Confused about Knowledge of Language and the Life in the UK test? So are we!
Applying for UK citizenship or settlement is complicated! There are so many rules and exceptions to rules that it can make your head spin. And the rules changed last year.
We get asked so many questions by people who want to become UK citizens that we decided to put together a list of Frequently Asked Questions to tell our readers what they need to know about the Life In The UK Test and the English language requirements. Our answers are based on information from the Home Office website. We have simplified the language so that anyone – including people who are not fluent in English, can understand with as little help as possible. We cannot advise on immigration matters but have included information on where you can get help.
Please not that, while this information was correct at the time of writing, immigration legislation changes frequently. We manage this website in our limited spare time and are not able to update it as often as we would like, so please check the latest information on Home Office web pages using the links below.
The government wants everyone who applies to live in the UK to prove that they have “Knowledge of Language and Life In The UK”. The following questions and answers explain what this means and what applicants have to do.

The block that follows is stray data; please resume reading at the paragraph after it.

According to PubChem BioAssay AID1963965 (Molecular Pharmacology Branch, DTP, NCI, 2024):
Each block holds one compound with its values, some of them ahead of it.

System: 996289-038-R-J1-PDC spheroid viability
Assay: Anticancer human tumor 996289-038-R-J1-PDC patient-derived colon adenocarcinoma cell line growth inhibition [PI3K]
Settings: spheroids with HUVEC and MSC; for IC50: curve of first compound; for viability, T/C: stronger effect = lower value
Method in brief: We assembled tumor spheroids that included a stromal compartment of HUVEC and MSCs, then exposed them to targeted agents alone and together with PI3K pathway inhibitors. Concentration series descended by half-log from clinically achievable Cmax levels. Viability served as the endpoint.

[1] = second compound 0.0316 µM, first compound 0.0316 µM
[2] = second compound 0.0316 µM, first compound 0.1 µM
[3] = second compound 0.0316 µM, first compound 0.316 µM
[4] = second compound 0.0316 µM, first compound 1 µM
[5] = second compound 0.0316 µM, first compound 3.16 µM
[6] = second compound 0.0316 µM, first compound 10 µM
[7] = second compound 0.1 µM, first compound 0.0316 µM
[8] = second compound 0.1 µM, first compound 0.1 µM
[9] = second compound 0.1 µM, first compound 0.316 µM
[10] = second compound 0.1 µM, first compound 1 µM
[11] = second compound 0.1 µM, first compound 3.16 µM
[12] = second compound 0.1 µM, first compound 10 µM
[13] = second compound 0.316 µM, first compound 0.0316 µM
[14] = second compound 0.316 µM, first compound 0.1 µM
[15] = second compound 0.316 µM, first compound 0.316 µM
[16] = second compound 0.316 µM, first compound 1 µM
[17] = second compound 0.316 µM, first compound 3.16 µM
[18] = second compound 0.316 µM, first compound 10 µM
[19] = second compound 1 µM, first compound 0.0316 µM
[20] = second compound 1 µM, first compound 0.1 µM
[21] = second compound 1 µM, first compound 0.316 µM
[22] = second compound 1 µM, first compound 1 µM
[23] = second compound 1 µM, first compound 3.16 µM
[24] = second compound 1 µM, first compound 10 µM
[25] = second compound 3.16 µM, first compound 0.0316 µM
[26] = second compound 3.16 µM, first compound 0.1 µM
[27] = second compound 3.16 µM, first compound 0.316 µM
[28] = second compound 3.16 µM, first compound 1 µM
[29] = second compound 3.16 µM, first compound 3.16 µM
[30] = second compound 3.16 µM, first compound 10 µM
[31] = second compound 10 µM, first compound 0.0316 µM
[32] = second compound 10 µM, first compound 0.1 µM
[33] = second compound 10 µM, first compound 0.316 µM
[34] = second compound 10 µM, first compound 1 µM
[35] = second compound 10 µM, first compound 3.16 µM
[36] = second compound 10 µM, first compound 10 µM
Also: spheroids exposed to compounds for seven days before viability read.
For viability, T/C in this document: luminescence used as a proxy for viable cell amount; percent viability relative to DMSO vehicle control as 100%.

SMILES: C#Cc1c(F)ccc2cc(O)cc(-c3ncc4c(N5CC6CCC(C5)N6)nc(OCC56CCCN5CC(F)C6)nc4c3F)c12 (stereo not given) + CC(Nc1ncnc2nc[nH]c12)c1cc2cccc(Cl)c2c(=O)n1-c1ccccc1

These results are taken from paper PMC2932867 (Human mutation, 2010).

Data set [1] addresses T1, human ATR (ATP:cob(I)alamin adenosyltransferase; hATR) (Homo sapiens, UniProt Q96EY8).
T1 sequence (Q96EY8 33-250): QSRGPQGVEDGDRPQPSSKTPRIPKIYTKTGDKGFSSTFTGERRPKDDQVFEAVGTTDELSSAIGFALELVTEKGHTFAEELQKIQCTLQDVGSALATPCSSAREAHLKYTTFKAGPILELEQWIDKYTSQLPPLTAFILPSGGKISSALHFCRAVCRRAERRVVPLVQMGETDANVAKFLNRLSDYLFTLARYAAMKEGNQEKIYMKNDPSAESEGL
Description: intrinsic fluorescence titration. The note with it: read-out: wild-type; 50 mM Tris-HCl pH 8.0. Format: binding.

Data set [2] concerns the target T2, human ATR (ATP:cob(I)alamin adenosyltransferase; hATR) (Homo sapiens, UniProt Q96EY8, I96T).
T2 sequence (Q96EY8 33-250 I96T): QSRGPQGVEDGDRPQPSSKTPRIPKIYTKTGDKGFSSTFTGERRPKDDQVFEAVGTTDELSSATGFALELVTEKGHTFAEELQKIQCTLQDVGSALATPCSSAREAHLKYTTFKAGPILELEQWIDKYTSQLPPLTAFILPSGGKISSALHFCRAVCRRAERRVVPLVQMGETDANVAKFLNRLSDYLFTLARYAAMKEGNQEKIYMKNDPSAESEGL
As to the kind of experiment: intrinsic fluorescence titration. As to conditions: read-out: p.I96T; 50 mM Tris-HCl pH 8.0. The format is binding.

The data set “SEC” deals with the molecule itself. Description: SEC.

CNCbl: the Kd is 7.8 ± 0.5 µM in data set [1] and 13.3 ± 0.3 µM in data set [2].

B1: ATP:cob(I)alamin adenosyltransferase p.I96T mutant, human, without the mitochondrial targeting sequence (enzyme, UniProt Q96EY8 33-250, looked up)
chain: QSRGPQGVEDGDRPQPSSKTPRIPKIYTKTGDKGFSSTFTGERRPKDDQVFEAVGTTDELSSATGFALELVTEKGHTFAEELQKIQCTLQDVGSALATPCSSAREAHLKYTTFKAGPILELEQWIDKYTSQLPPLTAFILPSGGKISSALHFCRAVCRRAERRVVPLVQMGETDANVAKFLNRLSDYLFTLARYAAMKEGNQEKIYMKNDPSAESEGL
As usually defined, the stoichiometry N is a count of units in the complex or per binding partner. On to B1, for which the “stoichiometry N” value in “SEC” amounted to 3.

Frequently Asked Questions about “Knowledge of Language and Life In The UK”
How do I prove that I have Knowledge of Language and Life In The UK?
You have to:
- Pass the Life In The UK test
- Pass an English language test at B1 CEFR at a Secure English Language Test (SELT) centre.
What does a speaking and listening qualification in English at B1 CEFR mean?
CEFR stands for the Common European Framework of Reference. This describes levels of language qualifications used by European countries. There are six levels starting at A1 for beginners to C2 for the most advanced level (university level).
- In England, Wales and Northern Ireland, B1 is equal to an English For Speakers Of Other Languages (ESOL) at Entry level 3
- In Scotland, B1 is equal to ESOL Intermediate 1 / National 4
You must have a certificate to show that you have taken and passed a test at this level or at a higher level.
Do I need to go to a special centre to take the English language test?
Yes. The rules changed in 19 November 2015. Now you have to take the test at a Secure English Language Test Centre (SELT). For more information see our blog post.
Do all applicants need to pass the English language SELT test?
No. You do not need to if:
- You are a national of a country where the main language is English
- You obtained a degree taught in English
Do all applicants for settlement have to prove they have Knowledge of Language and Life In The UK?
No. There are several groups who do not need to have an English language qualification or take the Life In The UK Test. People who are exempt include anyone who:
- Is younger than 18 years or older than 65
- Has a learning or physical disability that stops them from learning or communicating in English
- Spouses (husbands, wives or civil partners) of UK citizens or permanent residents who have been victims of domestic violence or whose spouse has died
- Refugees and people with humanitarian protection
- Asylum seekers with Discretionary Leave (DL) to remain
There other groups who are allowed Indefinite Leave to Remain (ILR). If you think you are one of them, check with the Home Office.